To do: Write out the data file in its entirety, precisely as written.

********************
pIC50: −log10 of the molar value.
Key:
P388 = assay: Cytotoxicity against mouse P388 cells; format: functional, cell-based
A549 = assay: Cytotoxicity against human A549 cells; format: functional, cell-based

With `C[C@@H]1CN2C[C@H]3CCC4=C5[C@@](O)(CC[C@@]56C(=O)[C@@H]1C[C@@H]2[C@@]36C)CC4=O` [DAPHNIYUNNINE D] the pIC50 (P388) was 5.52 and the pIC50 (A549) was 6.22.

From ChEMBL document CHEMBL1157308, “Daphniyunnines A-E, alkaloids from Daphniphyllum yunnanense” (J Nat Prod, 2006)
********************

pIC50: −log10 of the molar value.
Key:
P388 = assay: Cytotoxicity against mouse P388 cells; format: functional, cell-based
A549 = assay: Cytotoxicity against human A549 cells; format: functional, cell-based

With `C[C@@H]1CN2C[C@H]3CCC4=C5[C@@](O)(CC[C@@]56C(=O)[C@@H]1C[C@@H]2[C@@]36C)CC4=O` [DAPHNIYUNNINE D] the pIC50 (P388) was 5.52 and the pIC50 (A549) was 6.22.

From ChEMBL document CHEMBL1157308, “Daphniyunnines A-E, alkaloids from Daphniphyllum yunnanense” (J Nat Prod, 2006)